When the Assiniboine people agreed to sign the treaty, they were given the chance to select the land on which to reside. They selected their traditional land of the Cypress Hills. The Crown was in agreement with the selection and a "meeting of the minds" between the two parties was, in the Assinboine people's viewpoint, established.
"The land was surveyed as the agreed selection. A farm instructor was sent to teach the Assiniboine people agriculture, and they were given treaty payment as residing in that selected area," said Elsie Koochicum, treaty land settlement/specific claims co-ordinator of the First Nation.
In 1880, the government forcibly forc·i·ble
1. Effected against resistance through the use of force: The police used forcible restraint in order to subdue the assailant.
2. Characterized by force; powerful. relocated the Assiniboine by cutting their food rations. They feared the people would join the Louis Riel For the opera, see .
Louis Riel (October 22, 1844 – November 16, 1885) was a Canadian politician, a founder of the province of Manitoba, and leader of the Métis people of the Canadian prairies. rebellion that was going on nearby at the time.
"Big Bear and Sitting Bull were in the area as well. There were around 6,000 Indian people," said Koochicum. "So the government figured that there would be a major rebellion starting up and I believe they had only 55 mounted police Mounted police are police who patrol on horseback. They continue to serve in remote areas and in metropolitan areas where their day-to-day function may be largely picturesque or ceremonial, but they are also employed in crowd control. in the area."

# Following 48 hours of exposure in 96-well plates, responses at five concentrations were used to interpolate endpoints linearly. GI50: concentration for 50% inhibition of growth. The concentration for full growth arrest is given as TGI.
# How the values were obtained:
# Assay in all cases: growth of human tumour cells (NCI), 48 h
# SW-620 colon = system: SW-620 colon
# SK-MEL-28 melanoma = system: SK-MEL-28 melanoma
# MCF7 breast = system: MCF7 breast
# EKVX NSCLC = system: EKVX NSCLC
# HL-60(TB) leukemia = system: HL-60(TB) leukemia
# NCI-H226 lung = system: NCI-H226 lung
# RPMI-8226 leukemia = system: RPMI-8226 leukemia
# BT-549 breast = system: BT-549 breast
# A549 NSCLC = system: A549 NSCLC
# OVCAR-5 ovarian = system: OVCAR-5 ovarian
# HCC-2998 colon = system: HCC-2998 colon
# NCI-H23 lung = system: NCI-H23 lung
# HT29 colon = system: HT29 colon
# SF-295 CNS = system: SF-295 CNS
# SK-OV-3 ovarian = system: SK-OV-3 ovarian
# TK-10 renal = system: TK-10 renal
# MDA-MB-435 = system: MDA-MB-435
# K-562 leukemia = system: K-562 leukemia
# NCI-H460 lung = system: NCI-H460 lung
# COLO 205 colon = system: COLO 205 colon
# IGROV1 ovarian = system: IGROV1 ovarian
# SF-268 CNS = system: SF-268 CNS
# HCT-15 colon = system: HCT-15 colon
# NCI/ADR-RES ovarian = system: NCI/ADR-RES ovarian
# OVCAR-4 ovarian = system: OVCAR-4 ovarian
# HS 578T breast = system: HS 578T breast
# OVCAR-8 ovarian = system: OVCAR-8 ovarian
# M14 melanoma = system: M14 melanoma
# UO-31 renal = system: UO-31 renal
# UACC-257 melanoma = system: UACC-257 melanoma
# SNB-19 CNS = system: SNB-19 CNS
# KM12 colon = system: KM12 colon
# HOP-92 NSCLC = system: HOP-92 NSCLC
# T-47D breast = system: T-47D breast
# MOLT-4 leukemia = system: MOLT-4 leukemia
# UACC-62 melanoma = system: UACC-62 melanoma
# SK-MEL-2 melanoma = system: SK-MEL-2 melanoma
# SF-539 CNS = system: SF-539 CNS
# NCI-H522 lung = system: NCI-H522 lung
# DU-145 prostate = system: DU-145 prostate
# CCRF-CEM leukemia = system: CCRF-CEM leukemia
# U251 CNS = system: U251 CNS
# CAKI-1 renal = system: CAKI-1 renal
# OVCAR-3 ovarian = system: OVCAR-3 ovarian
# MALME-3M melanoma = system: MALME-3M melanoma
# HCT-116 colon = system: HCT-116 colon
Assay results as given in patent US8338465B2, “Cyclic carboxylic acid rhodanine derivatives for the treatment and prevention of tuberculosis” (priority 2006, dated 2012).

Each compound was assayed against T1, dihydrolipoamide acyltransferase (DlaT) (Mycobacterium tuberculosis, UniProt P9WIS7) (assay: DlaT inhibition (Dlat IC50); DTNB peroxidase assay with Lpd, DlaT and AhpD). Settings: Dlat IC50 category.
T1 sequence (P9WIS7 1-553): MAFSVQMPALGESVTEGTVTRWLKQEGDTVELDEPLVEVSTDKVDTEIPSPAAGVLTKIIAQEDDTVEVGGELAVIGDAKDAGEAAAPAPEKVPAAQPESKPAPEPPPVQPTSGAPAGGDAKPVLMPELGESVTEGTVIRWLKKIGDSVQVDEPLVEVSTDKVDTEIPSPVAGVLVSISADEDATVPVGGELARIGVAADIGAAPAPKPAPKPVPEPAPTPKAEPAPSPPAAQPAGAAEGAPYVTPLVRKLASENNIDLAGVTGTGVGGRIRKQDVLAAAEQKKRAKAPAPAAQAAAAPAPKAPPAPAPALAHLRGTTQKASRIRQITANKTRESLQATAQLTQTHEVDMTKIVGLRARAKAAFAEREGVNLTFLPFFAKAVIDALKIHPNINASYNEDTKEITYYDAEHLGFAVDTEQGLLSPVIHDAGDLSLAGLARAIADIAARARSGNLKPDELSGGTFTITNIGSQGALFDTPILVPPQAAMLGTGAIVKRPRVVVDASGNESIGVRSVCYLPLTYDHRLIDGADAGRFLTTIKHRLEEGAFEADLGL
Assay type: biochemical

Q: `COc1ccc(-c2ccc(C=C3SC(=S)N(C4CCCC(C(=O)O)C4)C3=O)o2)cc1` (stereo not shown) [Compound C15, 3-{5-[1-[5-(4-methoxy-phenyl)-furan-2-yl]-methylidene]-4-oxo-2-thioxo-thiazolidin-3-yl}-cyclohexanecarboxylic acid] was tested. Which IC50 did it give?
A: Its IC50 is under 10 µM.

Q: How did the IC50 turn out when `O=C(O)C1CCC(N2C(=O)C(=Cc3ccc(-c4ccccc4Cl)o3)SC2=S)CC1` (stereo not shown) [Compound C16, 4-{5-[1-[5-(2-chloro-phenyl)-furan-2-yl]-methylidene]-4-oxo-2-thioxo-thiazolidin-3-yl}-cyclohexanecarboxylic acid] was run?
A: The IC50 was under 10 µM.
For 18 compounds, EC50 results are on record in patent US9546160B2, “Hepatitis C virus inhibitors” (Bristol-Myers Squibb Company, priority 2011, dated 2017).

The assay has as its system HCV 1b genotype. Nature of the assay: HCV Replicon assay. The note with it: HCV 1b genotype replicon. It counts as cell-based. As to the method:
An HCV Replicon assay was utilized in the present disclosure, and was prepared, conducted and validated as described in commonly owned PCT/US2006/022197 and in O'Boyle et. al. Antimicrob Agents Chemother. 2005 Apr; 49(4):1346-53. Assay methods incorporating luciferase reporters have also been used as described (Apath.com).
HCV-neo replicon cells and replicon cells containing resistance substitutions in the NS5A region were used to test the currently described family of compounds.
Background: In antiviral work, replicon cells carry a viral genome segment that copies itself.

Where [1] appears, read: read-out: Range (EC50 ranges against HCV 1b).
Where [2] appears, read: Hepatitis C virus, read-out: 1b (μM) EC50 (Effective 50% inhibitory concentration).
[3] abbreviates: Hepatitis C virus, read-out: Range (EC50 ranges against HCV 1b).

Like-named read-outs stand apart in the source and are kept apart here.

Although the Assiniboine made efforts between 1881 and 1882 to return to their traditional homeland where they faced starvation starvation, condition in which deprivation of food has forced the body to feed on itself. Causes are famine, fasting, malnutrition, or abnormalities of the mucosal lining of the digestive system. , they eventually had no choice but to relocate to the area in which the First Nation is located today.
The ICC concluded their inquiry by stating that the band does not have a reserve in the Cypress Hills and that under Canadian law a reserve is not a reserve unless both the First Nation and the government recognize it as such.
"We asked them to hold off on their report and not to send it, but to come and explain their decision to the community in person," said Koochikum. "It becomes frustrating frus·trate
tr.v. frus·trat·ed, frus·trat·ing, frus·trates
a. To prevent from accomplishing a purpose or fulfilling a desire; thwart: because our Elders partook par·took
Past tense of partake.
the past tense of partake in the inquiry for the last three years and for them at the end just to walk away and not even see them, I don't think that is very respectful."
"The report reflects the best job that the commission can do in terms of its thinking, and its all kind of set out in the report," said Prentice. "I have heard that they are disappointed and I can understand that."
The commission has never traveled to a community and got into a dialogue about its report after the report has been issued, said Prentice. Interpreting the finished report or commenting upon it with others would not be appropriate for the commission to partake in Verb 1. partake in - be active in
participate, take part - share in something
2. partake in - have, give, or receive a share of; "We shared the cake"
partake, share , he explained.
"Our authority is to conduct an inquiry and make a recommendation and once a recommendation is released to the parties, we really don't have any authority."
Bellegarde is disappointed with the recent report that the ICC concluded for Carry The Kettle First Nation.
"Now with the ICC ruling that they don't have a claim, we will be assisting them (Carry The Kettle) to look at other options," said Bellegarde.
"Within the community, our Elders, they are the ones who are heart-broken," said chief of Carry The Kettle First Nation, Kurt Adams. "That is the way they feel because as far as we're concerned, we are trying to get justice done here. We're reaching out for justice but nothing was done."
Carry The Kettle has approached National Chief of the Assembly of First Nations, Matthew Coon Come Matthew Coon Come (born1956) is a Canadian politician and activist of Cree descent. He was National Chief of the Assembly of First Nations from 2000 to 2003.
Born near Mistissini, Quebec, Coon Come was first educated in a residential school. , in the hopes that he will take their case to the international forum of the United Nations.